We need a book on the subject, with a host of examples illustrating how to use Terminologies, ConceptMaps and ValueSets.
But right now we have 200 words.
So let’s look at Terminology Bindings, and how they tell us when we have to use a particular code system and when we can be creative and choose our own.
On each resource definition page in the FHIR documentation, you’ll find a Terminology Bindings section. When an element is populated by a Code, Coding or CodeableConcept, you should check this section before using it.
Here are the bindings for Observation:
The first column identifies the element and the second defines it. The important column is the third column that identifies the Type of binding.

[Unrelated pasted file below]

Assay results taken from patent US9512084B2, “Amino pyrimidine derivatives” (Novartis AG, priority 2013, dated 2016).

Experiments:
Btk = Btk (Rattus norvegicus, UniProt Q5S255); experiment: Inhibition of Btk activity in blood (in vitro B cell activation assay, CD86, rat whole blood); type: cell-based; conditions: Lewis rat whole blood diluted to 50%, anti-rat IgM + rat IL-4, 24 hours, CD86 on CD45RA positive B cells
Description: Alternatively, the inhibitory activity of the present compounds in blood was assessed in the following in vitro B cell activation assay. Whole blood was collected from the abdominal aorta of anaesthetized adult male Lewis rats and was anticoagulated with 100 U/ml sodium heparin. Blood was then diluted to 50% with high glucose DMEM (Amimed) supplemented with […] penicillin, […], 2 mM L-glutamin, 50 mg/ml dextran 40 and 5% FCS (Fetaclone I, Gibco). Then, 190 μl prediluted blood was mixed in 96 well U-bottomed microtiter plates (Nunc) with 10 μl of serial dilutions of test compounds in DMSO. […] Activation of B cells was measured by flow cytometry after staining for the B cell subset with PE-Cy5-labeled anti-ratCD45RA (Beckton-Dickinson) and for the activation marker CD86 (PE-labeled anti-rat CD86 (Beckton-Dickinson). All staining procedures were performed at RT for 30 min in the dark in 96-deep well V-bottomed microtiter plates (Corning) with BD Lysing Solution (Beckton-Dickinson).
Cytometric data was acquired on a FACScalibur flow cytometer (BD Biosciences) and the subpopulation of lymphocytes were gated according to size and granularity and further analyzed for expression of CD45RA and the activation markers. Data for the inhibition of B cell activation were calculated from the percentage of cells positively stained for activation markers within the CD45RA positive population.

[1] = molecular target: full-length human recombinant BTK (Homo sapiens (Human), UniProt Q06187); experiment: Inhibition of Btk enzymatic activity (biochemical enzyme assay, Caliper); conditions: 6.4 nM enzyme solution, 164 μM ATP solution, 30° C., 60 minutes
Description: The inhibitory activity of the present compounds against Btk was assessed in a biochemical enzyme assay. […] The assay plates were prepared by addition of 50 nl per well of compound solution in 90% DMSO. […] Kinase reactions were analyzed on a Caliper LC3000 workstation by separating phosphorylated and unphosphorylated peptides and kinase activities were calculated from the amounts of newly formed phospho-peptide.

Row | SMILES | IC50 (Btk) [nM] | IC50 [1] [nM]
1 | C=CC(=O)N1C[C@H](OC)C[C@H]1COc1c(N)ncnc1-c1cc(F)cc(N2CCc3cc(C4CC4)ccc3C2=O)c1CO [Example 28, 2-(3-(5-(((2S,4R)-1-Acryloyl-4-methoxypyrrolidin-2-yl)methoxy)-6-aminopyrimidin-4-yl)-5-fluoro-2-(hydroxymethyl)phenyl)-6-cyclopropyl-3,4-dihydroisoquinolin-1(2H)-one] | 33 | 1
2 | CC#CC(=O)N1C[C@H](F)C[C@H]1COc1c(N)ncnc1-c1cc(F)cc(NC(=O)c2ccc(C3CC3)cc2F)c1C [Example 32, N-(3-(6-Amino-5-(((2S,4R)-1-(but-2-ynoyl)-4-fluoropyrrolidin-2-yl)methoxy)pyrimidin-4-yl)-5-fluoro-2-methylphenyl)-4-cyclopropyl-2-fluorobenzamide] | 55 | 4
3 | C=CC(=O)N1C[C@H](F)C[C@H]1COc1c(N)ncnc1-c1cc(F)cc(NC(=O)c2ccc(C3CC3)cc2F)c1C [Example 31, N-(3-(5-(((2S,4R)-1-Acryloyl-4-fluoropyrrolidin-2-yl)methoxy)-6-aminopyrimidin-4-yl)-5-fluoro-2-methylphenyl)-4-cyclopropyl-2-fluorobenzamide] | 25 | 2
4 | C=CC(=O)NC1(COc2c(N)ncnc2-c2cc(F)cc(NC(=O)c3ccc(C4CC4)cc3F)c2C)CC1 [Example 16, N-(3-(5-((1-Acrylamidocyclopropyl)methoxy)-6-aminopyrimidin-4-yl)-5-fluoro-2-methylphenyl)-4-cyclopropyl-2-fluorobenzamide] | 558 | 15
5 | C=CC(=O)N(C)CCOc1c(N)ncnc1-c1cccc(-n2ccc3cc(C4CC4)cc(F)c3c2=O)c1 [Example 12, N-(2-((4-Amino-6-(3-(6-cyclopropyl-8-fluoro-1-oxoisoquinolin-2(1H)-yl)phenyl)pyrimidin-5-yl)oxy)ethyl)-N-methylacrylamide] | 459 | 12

There are four binding types:
– Required — you MUST use the specified codes or code system. No exceptions.
– Extensible — you MUST use the specified codes. BUT, if they don’t apply you can choose not to.
– Preferred — you SHOULD use the specified codes but with a good reason can choose not to.
– Example — you’re free to choose your own codes or code system.
The first and last are clear. It’s the vagueness of Extensible and Preferred that causes difficulty. In these cases, try and try again to use the specified codes!
More about Terminology Bindings: http://hl7.org/fhir/R4/terminologies.html#required
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